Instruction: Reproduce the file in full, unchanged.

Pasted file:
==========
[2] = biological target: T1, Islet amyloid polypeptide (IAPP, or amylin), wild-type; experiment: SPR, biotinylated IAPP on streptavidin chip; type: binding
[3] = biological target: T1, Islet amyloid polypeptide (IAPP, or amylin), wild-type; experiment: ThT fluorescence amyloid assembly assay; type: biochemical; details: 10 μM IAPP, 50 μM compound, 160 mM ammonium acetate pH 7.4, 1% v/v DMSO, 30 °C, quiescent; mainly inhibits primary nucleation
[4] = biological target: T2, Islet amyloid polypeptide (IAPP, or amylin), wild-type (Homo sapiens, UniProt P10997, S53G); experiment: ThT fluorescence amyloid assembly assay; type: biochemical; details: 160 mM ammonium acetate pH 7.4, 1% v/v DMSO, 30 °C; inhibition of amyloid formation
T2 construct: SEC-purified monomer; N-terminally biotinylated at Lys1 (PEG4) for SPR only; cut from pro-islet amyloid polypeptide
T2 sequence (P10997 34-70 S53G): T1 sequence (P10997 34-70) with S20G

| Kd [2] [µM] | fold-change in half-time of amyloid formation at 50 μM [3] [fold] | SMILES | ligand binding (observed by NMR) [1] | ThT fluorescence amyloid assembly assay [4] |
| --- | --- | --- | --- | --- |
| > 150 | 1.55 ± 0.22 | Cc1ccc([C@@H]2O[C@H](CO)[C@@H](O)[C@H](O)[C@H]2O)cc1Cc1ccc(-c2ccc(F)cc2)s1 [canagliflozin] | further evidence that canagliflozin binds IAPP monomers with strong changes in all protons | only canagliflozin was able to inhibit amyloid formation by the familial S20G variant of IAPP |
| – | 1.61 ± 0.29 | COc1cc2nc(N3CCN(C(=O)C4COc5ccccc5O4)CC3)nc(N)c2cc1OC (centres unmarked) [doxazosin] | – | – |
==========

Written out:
[2] = biological target: T1, Islet amyloid polypeptide (IAPP, or amylin), wild-type; experiment: SPR, biotinylated IAPP on streptavidin chip; type: binding
[3] = biological target: T1, Islet amyloid polypeptide (IAPP, or amylin), wild-type; experiment: ThT fluorescence amyloid assembly assay; type: biochemical; details: 10 μM IAPP, 50 μM compound, 160 mM ammonium acetate pH 7.4, 1% v/v DMSO, 30 °C, quiescent; mainly inhibits primary nucleation
[4] = biological target: T2, Islet amyloid polypeptide (IAPP, or amylin), wild-type (Homo sapiens, UniProt P10997, S53G); experiment: ThT fluorescence amyloid assembly assay; type: biochemical; details: 160 mM ammonium acetate pH 7.4, 1% v/v DMSO, 30 °C; inhibition of amyloid formation
T2 construct: SEC-purified monomer; N-terminally biotinylated at Lys1 (PEG4) for SPR only; cut from pro-islet amyloid polypeptide
T2 sequence (P10997 34-70 S53G): T1 sequence (P10997 34-70) with S20G

| Kd [2] [µM] | fold-change in half-time of amyloid formation at 50 μM [3] [fold] | SMILES | ligand binding (observed by NMR) [1] | ThT fluorescence amyloid assembly assay [4] |
| --- | --- | --- | --- | --- |
| > 150 | 1.55 ± 0.22 | Cc1ccc([C@@H]2O[C@H](CO)[C@@H](O)[C@H](O)[C@H]2O)cc1Cc1ccc(-c2ccc(F)cc2)s1 [canagliflozin] | further evidence that canagliflozin binds IAPP monomers with strong changes in all protons | only canagliflozin was able to inhibit amyloid formation by the familial S20G variant of IAPP |
| – | 1.61 ± 0.29 | COc1cc2nc(N3CCN(C(=O)C4COc5ccccc5O4)CC3)nc(N)c2cc1OC (centres unmarked) [doxazosin] | – | – |